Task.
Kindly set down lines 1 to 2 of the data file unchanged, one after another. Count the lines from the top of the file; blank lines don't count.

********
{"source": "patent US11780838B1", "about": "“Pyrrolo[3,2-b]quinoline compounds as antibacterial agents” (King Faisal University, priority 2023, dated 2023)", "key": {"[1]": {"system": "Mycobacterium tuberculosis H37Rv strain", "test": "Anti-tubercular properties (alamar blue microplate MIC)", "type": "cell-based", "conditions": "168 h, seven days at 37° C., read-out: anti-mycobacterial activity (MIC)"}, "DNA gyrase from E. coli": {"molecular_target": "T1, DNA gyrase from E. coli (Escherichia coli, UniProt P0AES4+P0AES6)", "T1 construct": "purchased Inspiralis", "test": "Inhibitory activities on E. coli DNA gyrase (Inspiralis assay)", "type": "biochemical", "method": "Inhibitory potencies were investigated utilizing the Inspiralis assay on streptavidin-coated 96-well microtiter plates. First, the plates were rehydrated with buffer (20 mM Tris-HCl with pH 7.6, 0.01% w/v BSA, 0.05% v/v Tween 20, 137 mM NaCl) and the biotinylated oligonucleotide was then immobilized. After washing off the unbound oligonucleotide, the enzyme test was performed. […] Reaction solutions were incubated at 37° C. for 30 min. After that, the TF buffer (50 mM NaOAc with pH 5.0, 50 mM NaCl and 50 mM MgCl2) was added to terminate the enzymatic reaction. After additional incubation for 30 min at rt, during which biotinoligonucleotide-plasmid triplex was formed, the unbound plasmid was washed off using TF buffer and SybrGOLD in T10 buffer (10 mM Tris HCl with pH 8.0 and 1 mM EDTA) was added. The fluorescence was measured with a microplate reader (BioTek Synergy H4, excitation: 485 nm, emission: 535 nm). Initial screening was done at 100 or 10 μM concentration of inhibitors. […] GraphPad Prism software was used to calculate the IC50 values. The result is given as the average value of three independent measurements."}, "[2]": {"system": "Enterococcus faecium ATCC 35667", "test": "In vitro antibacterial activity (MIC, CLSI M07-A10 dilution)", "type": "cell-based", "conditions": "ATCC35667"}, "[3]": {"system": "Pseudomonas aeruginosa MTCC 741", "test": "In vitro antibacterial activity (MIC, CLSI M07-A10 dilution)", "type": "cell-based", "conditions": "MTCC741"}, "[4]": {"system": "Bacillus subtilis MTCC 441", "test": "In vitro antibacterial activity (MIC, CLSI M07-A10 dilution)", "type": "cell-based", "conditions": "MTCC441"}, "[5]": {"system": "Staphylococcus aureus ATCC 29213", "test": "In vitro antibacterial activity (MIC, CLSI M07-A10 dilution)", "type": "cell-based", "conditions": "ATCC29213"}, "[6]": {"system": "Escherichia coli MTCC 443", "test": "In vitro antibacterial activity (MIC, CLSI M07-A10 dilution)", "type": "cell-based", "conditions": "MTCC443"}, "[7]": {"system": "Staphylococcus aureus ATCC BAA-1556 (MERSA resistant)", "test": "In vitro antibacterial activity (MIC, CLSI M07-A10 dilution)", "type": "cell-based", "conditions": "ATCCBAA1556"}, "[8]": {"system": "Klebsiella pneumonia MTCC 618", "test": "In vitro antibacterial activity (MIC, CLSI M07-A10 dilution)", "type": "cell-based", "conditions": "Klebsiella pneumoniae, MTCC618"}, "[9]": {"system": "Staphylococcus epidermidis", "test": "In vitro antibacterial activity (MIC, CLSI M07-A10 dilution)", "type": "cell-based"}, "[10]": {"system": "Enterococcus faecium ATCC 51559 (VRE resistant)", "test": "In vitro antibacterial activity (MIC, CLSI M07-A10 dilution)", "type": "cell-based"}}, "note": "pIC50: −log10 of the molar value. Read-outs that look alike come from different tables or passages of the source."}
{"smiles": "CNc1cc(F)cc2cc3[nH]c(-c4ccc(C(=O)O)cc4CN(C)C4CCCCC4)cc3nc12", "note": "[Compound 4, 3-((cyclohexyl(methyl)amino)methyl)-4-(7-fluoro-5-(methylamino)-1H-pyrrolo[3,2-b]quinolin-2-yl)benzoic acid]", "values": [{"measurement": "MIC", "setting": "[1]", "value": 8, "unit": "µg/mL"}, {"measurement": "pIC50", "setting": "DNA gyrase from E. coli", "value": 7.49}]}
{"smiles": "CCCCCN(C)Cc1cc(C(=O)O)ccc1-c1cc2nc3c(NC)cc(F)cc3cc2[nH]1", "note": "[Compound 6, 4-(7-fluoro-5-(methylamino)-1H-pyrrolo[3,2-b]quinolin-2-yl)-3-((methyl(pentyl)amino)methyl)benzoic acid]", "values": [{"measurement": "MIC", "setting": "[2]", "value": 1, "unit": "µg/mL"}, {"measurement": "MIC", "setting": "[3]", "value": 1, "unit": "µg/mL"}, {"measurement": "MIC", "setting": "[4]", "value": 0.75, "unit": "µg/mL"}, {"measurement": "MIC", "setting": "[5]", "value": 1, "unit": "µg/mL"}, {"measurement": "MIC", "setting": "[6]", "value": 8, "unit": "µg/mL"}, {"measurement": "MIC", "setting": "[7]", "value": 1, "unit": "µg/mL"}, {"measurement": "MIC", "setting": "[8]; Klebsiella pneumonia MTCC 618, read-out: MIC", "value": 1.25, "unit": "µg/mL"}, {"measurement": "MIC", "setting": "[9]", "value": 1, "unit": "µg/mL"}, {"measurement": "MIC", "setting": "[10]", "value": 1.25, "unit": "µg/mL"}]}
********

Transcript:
{"source": "patent US11780838B1", "about": "“Pyrrolo[3,2-b]quinoline compounds as antibacterial agents” (King Faisal University, priority 2023, dated 2023)", "key": {"[1]": {"system": "Mycobacterium tuberculosis H37Rv strain", "test": "Anti-tubercular properties (alamar blue microplate MIC)", "type": "cell-based", "conditions": "168 h, seven days at 37° C., read-out: anti-mycobacterial activity (MIC)"}, "DNA gyrase from E. coli": {"molecular_target": "T1, DNA gyrase from E. coli (Escherichia coli, UniProt P0AES4+P0AES6)", "T1 construct": "purchased Inspiralis", "test": "Inhibitory activities on E. coli DNA gyrase (Inspiralis assay)", "type": "biochemical", "method": "Inhibitory potencies were investigated utilizing the Inspiralis assay on streptavidin-coated 96-well microtiter plates. First, the plates were rehydrated with buffer (20 mM Tris-HCl with pH 7.6, 0.01% w/v BSA, 0.05% v/v Tween 20, 137 mM NaCl) and the biotinylated oligonucleotide was then immobilized. After washing off the unbound oligonucleotide, the enzyme test was performed. […] Reaction solutions were incubated at 37° C. for 30 min. After that, the TF buffer (50 mM NaOAc with pH 5.0, 50 mM NaCl and 50 mM MgCl2) was added to terminate the enzymatic reaction. After additional incubation for 30 min at rt, during which biotinoligonucleotide-plasmid triplex was formed, the unbound plasmid was washed off using TF buffer and SybrGOLD in T10 buffer (10 mM Tris HCl with pH 8.0 and 1 mM EDTA) was added. The fluorescence was measured with a microplate reader (BioTek Synergy H4, excitation: 485 nm, emission: 535 nm). Initial screening was done at 100 or 10 μM concentration of inhibitors. […] GraphPad Prism software was used to calculate the IC50 values. The result is given as the average value of three independent measurements."}, "[2]": {"system": "Enterococcus faecium ATCC 35667", "test": "In vitro antibacterial activity (MIC, CLSI M07-A10 dilution)", "type": "cell-based", "conditions": "ATCC35667"}, "[3]": {"system": "Pseudomonas aeruginosa MTCC 741", "test": "In vitro antibacterial activity (MIC, CLSI M07-A10 dilution)", "type": "cell-based", "conditions": "MTCC741"}, "[4]": {"system": "Bacillus subtilis MTCC 441", "test": "In vitro antibacterial activity (MIC, CLSI M07-A10 dilution)", "type": "cell-based", "conditions": "MTCC441"}, "[5]": {"system": "Staphylococcus aureus ATCC 29213", "test": "In vitro antibacterial activity (MIC, CLSI M07-A10 dilution)", "type": "cell-based", "conditions": "ATCC29213"}, "[6]": {"system": "Escherichia coli MTCC 443", "test": "In vitro antibacterial activity (MIC, CLSI M07-A10 dilution)", "type": "cell-based", "conditions": "MTCC443"}, "[7]": {"system": "Staphylococcus aureus ATCC BAA-1556 (MERSA resistant)", "test": "In vitro antibacterial activity (MIC, CLSI M07-A10 dilution)", "type": "cell-based", "conditions": "ATCCBAA1556"}, "[8]": {"system": "Klebsiella pneumonia MTCC 618", "test": "In vitro antibacterial activity (MIC, CLSI M07-A10 dilution)", "type": "cell-based", "conditions": "Klebsiella pneumoniae, MTCC618"}, "[9]": {"system": "Staphylococcus epidermidis", "test": "In vitro antibacterial activity (MIC, CLSI M07-A10 dilution)", "type": "cell-based"}, "[10]": {"system": "Enterococcus faecium ATCC 51559 (VRE resistant)", "test": "In vitro antibacterial activity (MIC, CLSI M07-A10 dilution)", "type": "cell-based"}}, "note": "pIC50: −log10 of the molar value. Read-outs that look alike come from different tables or passages of the source."}
{"smiles": "CNc1cc(F)cc2cc3[nH]c(-c4ccc(C(=O)O)cc4CN(C)C4CCCCC4)cc3nc12", "note": "[Compound 4, 3-((cyclohexyl(methyl)amino)methyl)-4-(7-fluoro-5-(methylamino)-1H-pyrrolo[3,2-b]quinolin-2-yl)benzoic acid]", "values": [{"measurement": "MIC", "setting": "[1]", "value": 8, "unit": "µg/mL"}, {"measurement": "pIC50", "setting": "DNA gyrase from E. coli", "value": 7.49}]}